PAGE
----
Madaris In India And Their System Of Education Has Always Been A Subject Of Discussion And Debate Foa A Long Time And A Host Researches Were Done On The Subject In The Past. Yet, The 9/11 Event Has Attracted The Attention Of Media Towards Madaris Worldwide. The Book The Madrasa Framework Is A Research Work Of Muhammad Sajid Qasmi. Being The Work Of A Madrasa Product The Book Ventures Into A Unique Theme Not Many Research Scholars Would Have The Conviction To Step Into. Contents Covers- 1. Why The Need Of Madrasa Education Arose? 2. Who Were The Protagonists Of This Education System? 3. Do The Subjects Taught At Arabic Madrasas Curriculum (If We Compare It With That Of Contemporary Education System Of Public And Government Schools); 5. The Difference Between The Subject Matter And Teaching Methodology Of The Two Systems (Madrasa And Modern School); 6. Student`S Background In Madrasas; 7. View Of Contemporary Educationists Regarding Madrasa Education.
their worst fear and the clergy have successfully resisted government efforts to
reform. ... this reform package, Zia directed the University Grants Commission to
draw up criteria of equivalence for degrees and certificates for madrasa
Author: Heather Bolton
Publisher: Oxford University Press, USA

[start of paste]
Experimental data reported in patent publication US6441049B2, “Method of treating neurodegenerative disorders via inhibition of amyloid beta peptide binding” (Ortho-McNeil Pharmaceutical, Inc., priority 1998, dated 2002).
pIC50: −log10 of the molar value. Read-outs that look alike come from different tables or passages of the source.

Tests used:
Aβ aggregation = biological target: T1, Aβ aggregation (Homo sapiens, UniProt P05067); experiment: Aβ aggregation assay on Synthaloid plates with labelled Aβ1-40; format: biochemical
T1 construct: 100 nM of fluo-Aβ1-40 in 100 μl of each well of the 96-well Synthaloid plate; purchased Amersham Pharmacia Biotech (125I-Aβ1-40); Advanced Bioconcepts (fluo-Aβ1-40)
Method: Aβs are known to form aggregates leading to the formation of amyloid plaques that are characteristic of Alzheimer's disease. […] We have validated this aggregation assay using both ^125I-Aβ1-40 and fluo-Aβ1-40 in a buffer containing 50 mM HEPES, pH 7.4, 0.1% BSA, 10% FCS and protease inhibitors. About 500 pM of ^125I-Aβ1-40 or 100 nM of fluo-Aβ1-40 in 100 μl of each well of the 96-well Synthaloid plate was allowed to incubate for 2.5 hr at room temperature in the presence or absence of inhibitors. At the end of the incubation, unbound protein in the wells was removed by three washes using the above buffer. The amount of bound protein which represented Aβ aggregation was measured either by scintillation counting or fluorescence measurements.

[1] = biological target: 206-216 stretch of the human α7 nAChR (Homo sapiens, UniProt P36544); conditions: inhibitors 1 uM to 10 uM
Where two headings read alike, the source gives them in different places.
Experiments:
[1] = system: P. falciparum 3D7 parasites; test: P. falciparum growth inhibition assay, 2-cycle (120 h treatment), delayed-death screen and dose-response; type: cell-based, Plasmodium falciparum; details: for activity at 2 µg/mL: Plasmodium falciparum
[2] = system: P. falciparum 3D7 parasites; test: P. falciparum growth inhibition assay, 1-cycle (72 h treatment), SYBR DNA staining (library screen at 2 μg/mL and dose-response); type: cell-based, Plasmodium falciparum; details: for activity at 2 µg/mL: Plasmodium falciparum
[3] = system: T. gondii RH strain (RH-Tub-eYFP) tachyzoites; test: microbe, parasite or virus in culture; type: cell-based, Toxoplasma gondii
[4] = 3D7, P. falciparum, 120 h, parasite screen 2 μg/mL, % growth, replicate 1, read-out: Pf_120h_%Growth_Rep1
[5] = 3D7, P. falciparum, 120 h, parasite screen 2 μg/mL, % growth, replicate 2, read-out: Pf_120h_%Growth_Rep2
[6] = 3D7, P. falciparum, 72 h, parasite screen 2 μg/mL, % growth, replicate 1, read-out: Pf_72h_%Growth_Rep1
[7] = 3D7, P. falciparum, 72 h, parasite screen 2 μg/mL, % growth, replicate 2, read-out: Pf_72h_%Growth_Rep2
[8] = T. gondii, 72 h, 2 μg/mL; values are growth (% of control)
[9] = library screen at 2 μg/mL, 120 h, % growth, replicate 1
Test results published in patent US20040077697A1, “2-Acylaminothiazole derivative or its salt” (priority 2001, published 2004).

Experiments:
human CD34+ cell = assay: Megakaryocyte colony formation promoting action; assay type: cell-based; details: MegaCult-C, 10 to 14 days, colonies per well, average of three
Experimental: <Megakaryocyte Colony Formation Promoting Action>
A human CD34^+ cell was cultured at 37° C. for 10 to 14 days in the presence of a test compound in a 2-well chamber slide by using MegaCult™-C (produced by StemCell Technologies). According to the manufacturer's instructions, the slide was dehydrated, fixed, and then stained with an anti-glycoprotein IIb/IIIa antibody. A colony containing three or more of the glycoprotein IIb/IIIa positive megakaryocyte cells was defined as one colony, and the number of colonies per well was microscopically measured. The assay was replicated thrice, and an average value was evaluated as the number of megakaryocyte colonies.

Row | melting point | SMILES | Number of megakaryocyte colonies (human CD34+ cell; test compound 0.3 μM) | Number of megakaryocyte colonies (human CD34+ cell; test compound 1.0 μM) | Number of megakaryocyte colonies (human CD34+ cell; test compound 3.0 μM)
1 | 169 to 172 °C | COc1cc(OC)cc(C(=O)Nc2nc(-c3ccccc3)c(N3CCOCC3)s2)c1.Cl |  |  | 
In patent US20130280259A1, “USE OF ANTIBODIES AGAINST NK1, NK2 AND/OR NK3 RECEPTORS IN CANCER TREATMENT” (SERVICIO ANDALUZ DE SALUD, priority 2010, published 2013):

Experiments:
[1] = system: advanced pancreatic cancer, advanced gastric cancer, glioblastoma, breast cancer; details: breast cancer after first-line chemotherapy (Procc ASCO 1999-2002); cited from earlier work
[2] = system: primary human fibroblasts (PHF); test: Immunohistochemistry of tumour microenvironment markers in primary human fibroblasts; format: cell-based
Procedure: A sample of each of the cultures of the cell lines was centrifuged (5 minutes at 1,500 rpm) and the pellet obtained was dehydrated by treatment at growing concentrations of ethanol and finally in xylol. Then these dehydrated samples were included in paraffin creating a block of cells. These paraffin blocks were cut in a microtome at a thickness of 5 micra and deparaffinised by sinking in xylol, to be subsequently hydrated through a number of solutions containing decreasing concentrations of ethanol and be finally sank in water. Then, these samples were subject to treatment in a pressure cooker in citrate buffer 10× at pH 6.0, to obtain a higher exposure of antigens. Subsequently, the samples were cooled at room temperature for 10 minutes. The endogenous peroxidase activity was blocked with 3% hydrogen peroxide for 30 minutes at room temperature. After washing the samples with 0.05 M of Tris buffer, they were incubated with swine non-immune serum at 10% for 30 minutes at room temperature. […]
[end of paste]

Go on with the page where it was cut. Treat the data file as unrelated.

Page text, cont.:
Revised version of papers presented at an international conference held at New York during 11-13 April 2003.
Choices and Decisions in the Madrasas of Pakistan Masooda Bano ... Student
dress, their mannerisms, and their way of speech do no differ from the school
children. ... of their mind-set, they follow many of the orthodox Islamic principles
as in case of the Qaumi madrasas thereby showing a dual failure of the reform
Author: Masooda Bano
Publisher: Cornell University Press
Islamic schools, or madrasas, have been accused of radicalizing Muslims and participating, either actively or passively, in terrorist networks since the events of 9/11. In Pakistan, the 2007 siege by government forces of Islamabad’s Red Mosque and its madrasa complex, whose imam and students staged an armed resistance against the state for its support of the "war on terror," reinforced concerns about madrasas’ role in regional and global jihad. By 2006 madrasas registered with Pakistan’s five regulatory boards for religious schools enrolled over one million male and 200,000 female students. In The Rational Believer, Masooda Bano draws on rich interview, ethnographic, and survey data, as well as fieldwork conducted in madrasas throughout the country to explore the network of Pakistani madrasas. She maps the choices and decisions confronted by students, teachers, parents, and clerics and explains why available choices make participation in jihad appear at times a viable course of action. Bano's work shows that beliefs are rational and that religious believers look to maximize utility in ways not captured by classical rational choice. She applies analytical tools from the New Institutional Economics to explain apparent contradictions in the madrasa system—for example, how thousands of young Pakistani women now demand the national adoption of traditional sharia law, despite its highly restrictive limits on female agency, and do so from their location in Islamic schools for girls that were founded only a generation ago.